About 20 groups, businesses and individuals supporting open records and government transparency in Kentucky are calling on Gov. Andy Beshear to veto a bill passed by the legislature last week that limits access to public records in the state.
The measure, House Bill 312, would restrict public records access to Kentucky residents, those who work or own property in the state and news gathering organizations. It would also allow lawmakers to deny requests for legislative records without the opportunity to appeal that decision in court. Instead, appeals would be heard by a panel of legislative leaders. The bill also gives agencies more time to turn over public records that have been requested.
In a letter to the governor, the Kentucky Open Government Coalition says House Bill 312 "threatened core principles" of in the state's open records law.
The bill passed both the state House and Senate by wide margins, winning final passage in the House on Friday.
The letter says the bill "ignores the foundational principle of the Open Records Act recognizing that 'free and open examination of public records is in the public interest.'"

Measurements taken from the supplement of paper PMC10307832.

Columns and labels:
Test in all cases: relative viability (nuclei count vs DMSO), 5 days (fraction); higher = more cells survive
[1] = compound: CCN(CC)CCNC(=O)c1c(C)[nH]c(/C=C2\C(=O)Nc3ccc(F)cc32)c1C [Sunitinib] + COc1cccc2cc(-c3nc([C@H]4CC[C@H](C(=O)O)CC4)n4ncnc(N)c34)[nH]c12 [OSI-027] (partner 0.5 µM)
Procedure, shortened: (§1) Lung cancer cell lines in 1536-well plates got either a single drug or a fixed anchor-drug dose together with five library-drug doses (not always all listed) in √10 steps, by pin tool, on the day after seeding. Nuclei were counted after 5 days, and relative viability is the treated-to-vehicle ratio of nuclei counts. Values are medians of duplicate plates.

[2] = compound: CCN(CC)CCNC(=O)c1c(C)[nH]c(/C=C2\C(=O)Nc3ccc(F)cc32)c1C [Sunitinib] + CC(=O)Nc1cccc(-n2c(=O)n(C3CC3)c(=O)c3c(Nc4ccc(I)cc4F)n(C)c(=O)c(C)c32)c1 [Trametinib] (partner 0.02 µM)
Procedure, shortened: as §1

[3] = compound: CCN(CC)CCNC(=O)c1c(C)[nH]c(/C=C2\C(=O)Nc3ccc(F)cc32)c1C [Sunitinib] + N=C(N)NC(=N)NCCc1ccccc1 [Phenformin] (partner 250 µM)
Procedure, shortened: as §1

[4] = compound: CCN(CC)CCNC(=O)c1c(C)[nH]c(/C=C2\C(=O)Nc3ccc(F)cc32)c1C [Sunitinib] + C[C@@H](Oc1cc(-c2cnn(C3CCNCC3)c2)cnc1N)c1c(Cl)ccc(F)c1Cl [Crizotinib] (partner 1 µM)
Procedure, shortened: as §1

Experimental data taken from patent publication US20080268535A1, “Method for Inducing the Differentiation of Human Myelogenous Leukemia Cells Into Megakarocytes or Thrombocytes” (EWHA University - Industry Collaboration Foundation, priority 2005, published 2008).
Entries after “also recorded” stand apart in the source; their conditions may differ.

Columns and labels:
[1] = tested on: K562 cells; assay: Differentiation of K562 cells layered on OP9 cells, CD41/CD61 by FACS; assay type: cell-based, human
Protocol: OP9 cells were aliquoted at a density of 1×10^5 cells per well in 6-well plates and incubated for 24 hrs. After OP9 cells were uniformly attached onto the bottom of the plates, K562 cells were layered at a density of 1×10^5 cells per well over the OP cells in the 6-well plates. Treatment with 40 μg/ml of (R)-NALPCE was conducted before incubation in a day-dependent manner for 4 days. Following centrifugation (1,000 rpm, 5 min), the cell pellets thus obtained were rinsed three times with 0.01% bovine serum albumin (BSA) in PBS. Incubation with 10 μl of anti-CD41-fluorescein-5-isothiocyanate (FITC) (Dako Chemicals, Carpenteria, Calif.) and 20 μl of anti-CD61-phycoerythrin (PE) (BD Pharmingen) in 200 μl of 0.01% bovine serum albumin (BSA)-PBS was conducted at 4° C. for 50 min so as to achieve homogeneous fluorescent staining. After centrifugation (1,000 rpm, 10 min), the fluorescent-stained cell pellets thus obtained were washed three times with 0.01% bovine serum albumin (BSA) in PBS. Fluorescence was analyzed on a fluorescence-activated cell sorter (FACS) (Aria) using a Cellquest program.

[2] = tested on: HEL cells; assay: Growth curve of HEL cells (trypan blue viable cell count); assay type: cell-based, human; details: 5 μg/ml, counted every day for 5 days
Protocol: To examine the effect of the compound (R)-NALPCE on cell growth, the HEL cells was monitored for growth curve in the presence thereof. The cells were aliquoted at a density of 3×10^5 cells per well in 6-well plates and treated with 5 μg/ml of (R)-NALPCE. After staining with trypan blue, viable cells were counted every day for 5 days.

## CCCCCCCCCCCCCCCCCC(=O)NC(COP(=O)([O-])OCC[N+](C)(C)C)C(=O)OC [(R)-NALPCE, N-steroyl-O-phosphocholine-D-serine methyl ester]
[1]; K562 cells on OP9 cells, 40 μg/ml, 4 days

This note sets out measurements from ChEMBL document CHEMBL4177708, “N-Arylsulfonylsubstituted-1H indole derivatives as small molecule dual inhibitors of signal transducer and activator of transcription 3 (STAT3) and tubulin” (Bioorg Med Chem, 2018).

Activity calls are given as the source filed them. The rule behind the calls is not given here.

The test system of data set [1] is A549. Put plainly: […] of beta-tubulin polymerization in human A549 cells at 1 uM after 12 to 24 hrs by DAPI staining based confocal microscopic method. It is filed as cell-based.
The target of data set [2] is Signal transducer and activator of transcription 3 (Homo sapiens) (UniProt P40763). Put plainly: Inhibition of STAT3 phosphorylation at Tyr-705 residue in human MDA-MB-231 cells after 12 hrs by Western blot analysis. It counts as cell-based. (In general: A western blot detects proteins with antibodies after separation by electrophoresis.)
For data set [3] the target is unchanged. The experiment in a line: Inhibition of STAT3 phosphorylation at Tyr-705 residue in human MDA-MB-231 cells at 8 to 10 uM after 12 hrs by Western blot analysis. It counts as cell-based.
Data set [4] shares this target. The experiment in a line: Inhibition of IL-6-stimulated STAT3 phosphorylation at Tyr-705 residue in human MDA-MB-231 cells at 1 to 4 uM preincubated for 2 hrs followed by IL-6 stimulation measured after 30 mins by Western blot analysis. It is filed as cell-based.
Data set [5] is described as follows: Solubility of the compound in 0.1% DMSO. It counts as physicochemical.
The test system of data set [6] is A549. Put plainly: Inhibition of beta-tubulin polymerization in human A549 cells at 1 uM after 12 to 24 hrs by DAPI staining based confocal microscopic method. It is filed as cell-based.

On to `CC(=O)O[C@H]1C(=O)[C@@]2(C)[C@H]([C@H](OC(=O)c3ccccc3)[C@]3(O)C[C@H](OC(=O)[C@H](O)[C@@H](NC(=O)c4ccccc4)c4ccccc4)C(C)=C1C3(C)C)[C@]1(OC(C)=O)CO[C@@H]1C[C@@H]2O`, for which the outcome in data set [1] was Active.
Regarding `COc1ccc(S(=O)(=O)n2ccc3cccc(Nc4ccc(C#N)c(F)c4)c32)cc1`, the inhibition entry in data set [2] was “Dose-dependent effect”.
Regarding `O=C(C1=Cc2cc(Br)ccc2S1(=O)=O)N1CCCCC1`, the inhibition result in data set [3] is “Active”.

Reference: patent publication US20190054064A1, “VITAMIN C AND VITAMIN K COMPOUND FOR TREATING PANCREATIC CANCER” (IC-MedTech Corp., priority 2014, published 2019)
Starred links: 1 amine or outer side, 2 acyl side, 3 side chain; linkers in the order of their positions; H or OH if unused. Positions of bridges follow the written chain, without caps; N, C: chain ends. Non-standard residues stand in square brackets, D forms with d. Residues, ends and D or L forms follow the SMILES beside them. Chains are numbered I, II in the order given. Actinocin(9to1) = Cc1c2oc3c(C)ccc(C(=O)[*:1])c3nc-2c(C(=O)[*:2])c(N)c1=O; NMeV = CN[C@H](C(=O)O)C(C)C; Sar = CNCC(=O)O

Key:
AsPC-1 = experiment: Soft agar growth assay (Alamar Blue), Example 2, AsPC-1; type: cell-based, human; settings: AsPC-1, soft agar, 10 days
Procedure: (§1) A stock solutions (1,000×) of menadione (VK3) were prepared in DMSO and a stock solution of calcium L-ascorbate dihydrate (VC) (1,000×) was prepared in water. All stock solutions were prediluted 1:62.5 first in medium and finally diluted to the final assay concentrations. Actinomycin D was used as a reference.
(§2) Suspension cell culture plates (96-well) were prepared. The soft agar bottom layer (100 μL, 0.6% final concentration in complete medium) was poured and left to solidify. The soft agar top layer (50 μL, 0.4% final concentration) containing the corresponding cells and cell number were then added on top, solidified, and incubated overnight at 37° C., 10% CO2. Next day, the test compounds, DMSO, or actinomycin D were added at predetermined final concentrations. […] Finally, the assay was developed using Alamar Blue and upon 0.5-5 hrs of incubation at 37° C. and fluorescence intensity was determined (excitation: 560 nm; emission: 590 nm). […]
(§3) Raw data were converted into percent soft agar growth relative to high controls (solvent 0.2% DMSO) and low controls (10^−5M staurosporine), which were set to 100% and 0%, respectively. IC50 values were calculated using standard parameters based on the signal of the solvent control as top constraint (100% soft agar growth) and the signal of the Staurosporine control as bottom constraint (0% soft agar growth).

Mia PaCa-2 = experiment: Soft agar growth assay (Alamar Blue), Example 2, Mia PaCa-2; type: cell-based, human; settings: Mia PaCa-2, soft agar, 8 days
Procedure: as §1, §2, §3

Those joining the coalition's veto request include multiple Kentucky journalists, the Associated Press, the National Freedom of Information Coalition, the Radio Television Digital News Association, Kentucky Public Retirees, the Kentucky Center for Economic Policy, Bryant Law Center and more.
WPSD Local 6 news director Perry Boxx and weekend evening anchor Shamarria Morrison are among those who signed the letter, as well as Paducah Sun managing editor John Mangalonzo and retired Sun reporter Bobbie Foust.
The Republican supermajority in the state House and Senate means the general assembly has the votes to override any veto.
Download the document below to read the letter in full:
And download this document to read House Bill 312: